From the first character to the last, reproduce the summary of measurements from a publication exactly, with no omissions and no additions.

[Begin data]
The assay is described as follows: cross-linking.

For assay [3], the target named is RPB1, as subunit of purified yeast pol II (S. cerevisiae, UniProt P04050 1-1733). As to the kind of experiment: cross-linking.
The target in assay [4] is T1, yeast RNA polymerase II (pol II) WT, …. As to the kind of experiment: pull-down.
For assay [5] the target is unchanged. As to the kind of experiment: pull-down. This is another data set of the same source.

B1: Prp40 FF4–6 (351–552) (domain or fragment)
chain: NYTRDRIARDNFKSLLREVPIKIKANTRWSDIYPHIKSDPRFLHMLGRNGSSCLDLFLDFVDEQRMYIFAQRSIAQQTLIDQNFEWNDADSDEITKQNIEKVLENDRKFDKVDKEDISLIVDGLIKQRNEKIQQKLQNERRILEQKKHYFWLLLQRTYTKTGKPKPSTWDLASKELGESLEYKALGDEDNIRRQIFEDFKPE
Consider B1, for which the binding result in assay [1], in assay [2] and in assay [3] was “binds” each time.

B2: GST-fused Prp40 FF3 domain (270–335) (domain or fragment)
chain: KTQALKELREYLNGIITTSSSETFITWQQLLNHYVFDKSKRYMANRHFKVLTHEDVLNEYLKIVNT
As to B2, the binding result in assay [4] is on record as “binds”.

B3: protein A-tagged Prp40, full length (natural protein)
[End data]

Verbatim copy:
The assay is described as follows: cross-linking.

For assay [3], the target named is RPB1, as subunit of purified yeast pol II (S. cerevisiae, UniProt P04050 1-1733). As to the kind of experiment: cross-linking.
The target in assay [4] is T1, yeast RNA polymerase II (pol II) WT, …. As to the kind of experiment: pull-down.
For assay [5] the target is unchanged. As to the kind of experiment: pull-down. This is another data set of the same source.

B1: Prp40 FF4–6 (351–552) (domain or fragment)
chain: NYTRDRIARDNFKSLLREVPIKIKANTRWSDIYPHIKSDPRFLHMLGRNGSSCLDLFLDFVDEQRMYIFAQRSIAQQTLIDQNFEWNDADSDEITKQNIEKVLENDRKFDKVDKEDISLIVDGLIKQRNEKIQQKLQNERRILEQKKHYFWLLLQRTYTKTGKPKPSTWDLASKELGESLEYKALGDEDNIRRQIFEDFKPE
Consider B1, for which the binding result in assay [1], in assay [2] and in assay [3] was “binds” each time.

B2: GST-fused Prp40 FF3 domain (270–335) (domain or fragment)
chain: KTQALKELREYLNGIITTSSSETFITWQQLLNHYVFDKSKRYMANRHFKVLTHEDVLNEYLKIVNT
As to B2, the binding result in assay [4] is on record as “binds”.

B3: protein A-tagged Prp40, full length (natural protein)